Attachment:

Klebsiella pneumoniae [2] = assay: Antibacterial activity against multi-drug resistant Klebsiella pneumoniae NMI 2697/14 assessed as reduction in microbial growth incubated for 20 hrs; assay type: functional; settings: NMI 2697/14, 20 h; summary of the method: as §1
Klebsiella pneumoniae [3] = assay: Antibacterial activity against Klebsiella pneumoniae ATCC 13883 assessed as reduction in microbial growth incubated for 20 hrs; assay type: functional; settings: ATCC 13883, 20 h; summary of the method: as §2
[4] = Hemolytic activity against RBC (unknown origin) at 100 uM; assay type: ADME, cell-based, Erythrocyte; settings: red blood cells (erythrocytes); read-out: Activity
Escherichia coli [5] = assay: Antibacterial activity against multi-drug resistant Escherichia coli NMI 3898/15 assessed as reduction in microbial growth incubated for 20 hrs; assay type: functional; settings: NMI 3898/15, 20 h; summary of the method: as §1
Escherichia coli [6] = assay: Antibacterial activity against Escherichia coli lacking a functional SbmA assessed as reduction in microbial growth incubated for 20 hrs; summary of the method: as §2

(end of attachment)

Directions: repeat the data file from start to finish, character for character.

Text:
Klebsiella pneumoniae [2] = assay: Antibacterial activity against multi-drug resistant Klebsiella pneumoniae NMI 2697/14 assessed as reduction in microbial growth incubated for 20 hrs; assay type: functional; settings: NMI 2697/14, 20 h; summary of the method: as §1
Klebsiella pneumoniae [3] = assay: Antibacterial activity against Klebsiella pneumoniae ATCC 13883 assessed as reduction in microbial growth incubated for 20 hrs; assay type: functional; settings: ATCC 13883, 20 h; summary of the method: as §2
[4] = Hemolytic activity against RBC (unknown origin) at 100 uM; assay type: ADME, cell-based, Erythrocyte; settings: red blood cells (erythrocytes); read-out: Activity
Escherichia coli [5] = assay: Antibacterial activity against multi-drug resistant Escherichia coli NMI 3898/15 assessed as reduction in microbial growth incubated for 20 hrs; assay type: functional; settings: NMI 3898/15, 20 h; summary of the method: as §1
Escherichia coli [6] = assay: Antibacterial activity against Escherichia coli lacking a functional SbmA assessed as reduction in microbial growth incubated for 20 hrs; summary of the method: as §2